Controlled Trial of High-Concentration Capsaicin Patch for Treatment of Painful HIV Neuropathy
July 1, 2008
There are limited effective treatments for the painful condition HIV-associated distal sensory polyneuropathy (HIV-DSP). Capsaicin desensitizes cutaneous nociceptors resulting in reduced pain. The authors reported on a placebo-controlled study of a high-concentration capsaicin dermal patch (NGX-4010) for the treatment of painful HIV-DSP.
The double-blind multicenter study randomized 307 patients with painful HIV-DSP to receive NGX-4010 or control, a low-concentration capsaicin patch. A topical anesthetic was applied, and then participants received NGX-4010 or control to painful areas on the feet once for 30, 60 or 90 minutes. Percent change in Numeric Pain Rating Scale (NPRS) from baseline in mean "average pain for past 24 hours" from weeks two to 12 was the primary efficacy endpoint.
For this time period, a single NGX-4010 application resulted in a mean pain reduction of 22.8 percent, compared to a 10.7 percent reduction for controls (p=0.0026). Following a transient treatment-related pain increase, pain was lessened; significant improvement was apparent by week two and continued throughout the controlled 12-week observation period. For NGX-4010, mean pain reductions in the 30, 60, and 90-minute groups were 27.7 percent, 15.9 percent, and 24.7 percent (p=0.0007, 0.287, and 0.0046 vs. control). One-third of patients receiving NGX-4010 reported = 30 percent pain decrease from baseline, compared to 18 percent of controls (p=0.0092). Self-limited, mild-to-moderate local skin reactions were commonly reported.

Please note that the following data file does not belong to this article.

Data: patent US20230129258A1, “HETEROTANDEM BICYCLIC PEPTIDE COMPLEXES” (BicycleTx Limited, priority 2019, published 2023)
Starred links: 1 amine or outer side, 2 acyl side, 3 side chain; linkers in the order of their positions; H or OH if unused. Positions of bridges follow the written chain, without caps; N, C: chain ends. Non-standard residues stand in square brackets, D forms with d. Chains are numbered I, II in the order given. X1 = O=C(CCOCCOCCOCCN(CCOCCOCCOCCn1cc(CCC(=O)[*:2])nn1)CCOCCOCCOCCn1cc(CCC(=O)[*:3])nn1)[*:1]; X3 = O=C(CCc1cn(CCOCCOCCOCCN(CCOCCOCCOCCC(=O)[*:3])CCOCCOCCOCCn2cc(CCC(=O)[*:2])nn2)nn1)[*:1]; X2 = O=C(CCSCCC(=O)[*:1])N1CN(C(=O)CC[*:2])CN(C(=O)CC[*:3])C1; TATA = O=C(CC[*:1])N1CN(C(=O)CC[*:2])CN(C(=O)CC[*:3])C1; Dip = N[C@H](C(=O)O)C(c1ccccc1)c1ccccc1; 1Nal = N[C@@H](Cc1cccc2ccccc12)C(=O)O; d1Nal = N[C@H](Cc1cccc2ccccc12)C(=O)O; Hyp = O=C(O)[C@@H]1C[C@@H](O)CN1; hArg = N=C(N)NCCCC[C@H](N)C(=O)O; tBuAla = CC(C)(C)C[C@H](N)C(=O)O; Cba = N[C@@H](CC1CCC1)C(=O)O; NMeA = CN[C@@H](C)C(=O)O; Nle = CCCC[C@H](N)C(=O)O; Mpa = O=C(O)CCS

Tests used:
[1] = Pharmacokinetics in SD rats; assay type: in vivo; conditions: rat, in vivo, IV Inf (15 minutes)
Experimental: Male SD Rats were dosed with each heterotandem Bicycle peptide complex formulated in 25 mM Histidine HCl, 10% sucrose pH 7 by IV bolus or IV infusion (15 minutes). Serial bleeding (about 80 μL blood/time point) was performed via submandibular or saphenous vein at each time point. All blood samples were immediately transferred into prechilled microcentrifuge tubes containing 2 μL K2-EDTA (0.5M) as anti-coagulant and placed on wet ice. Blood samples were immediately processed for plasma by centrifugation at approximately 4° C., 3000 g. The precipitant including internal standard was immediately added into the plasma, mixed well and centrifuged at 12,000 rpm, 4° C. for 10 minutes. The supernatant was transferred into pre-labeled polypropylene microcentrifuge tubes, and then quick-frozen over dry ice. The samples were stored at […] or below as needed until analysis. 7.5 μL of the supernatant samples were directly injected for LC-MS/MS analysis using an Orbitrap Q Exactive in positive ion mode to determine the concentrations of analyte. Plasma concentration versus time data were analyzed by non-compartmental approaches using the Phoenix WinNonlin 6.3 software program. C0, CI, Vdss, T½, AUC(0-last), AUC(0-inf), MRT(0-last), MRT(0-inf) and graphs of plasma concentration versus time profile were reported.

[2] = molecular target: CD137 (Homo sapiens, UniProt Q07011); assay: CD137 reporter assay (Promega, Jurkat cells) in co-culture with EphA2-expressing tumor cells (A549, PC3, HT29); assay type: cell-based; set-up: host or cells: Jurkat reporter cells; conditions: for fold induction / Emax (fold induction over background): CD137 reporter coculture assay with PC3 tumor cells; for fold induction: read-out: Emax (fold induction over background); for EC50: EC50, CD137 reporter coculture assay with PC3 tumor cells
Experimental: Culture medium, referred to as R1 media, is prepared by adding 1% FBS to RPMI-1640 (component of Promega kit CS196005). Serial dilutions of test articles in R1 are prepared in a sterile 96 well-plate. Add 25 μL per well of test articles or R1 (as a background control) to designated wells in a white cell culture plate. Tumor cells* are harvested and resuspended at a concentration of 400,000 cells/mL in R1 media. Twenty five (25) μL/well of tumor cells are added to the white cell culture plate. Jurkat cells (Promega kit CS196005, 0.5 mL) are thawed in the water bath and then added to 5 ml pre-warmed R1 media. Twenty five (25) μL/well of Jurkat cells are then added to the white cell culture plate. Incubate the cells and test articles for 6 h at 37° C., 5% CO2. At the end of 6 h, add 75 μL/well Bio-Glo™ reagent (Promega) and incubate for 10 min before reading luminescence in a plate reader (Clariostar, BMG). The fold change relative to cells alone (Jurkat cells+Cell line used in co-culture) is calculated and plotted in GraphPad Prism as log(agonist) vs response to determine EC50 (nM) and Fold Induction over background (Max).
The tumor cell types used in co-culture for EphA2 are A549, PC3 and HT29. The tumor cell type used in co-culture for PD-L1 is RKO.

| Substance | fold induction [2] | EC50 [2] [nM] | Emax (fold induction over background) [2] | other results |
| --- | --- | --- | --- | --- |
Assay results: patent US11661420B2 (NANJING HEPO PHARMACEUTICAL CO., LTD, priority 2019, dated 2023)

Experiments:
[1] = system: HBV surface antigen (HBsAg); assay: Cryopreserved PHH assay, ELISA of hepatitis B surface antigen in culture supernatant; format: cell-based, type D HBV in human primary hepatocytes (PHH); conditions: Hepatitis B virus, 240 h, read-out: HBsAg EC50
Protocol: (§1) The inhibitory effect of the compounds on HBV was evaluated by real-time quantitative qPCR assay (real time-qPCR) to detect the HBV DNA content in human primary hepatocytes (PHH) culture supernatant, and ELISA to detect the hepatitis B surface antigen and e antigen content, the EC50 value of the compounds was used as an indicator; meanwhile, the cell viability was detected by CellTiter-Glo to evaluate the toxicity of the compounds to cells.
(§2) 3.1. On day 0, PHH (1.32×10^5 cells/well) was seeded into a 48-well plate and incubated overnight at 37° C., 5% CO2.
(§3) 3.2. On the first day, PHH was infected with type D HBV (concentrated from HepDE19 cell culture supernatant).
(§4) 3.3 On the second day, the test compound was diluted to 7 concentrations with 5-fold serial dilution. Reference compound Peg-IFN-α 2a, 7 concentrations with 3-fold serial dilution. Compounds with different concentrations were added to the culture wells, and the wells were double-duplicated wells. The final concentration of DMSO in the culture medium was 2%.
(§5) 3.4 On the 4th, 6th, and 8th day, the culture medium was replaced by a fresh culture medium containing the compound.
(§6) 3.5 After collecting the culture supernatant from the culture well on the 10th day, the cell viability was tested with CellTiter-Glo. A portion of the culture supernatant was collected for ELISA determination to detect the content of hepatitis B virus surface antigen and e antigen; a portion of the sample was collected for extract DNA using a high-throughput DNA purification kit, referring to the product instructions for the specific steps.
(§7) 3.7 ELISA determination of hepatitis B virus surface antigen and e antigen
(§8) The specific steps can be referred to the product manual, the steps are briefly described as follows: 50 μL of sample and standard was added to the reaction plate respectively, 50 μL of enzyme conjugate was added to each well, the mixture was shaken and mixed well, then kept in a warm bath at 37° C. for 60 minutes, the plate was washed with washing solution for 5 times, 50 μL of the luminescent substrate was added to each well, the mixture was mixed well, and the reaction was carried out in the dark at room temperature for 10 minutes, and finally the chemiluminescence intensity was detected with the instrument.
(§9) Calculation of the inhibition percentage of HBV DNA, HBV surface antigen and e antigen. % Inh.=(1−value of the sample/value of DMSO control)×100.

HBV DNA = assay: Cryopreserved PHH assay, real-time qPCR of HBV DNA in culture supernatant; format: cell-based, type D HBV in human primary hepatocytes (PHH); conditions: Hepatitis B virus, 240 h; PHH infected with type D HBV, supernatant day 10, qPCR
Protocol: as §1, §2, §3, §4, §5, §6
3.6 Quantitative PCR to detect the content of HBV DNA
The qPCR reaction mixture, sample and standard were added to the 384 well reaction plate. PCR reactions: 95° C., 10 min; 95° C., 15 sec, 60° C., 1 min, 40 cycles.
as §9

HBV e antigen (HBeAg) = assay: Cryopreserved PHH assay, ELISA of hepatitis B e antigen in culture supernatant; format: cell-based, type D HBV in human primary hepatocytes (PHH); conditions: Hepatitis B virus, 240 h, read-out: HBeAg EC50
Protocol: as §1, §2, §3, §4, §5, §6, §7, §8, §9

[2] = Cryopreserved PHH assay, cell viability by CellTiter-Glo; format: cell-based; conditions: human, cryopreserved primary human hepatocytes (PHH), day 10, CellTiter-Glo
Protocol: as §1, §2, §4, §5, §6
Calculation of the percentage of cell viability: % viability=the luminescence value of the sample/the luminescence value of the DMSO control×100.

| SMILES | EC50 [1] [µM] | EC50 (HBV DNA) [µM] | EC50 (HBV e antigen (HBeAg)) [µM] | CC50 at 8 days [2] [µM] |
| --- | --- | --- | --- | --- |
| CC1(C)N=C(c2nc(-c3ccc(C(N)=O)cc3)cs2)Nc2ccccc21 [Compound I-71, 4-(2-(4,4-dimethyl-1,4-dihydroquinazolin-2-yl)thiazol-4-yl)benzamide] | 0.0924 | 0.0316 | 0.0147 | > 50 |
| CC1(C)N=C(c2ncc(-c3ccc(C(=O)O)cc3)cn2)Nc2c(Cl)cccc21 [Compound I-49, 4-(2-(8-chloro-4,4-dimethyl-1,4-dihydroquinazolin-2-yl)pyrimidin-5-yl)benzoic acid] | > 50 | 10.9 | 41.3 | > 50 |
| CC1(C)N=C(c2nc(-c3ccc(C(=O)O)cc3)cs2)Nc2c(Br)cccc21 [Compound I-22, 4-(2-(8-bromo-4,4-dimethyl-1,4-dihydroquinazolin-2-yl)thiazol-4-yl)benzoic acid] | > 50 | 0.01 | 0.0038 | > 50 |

"A single NGX-4010 application was safe and provided at least 12 weeks of pain reduction in patients with [HIV-DSP]," the authors concluded. "These results suggest that NGX-4010 could provide a promising new treatment for painful HIV neuropathy."
6.2008; Vol. 70: P. 2305-2313; David M. Simpson, MD; Stephen Brown, MD; Jeffrey Tobias, MD; the NGX-4010 C107 Study Group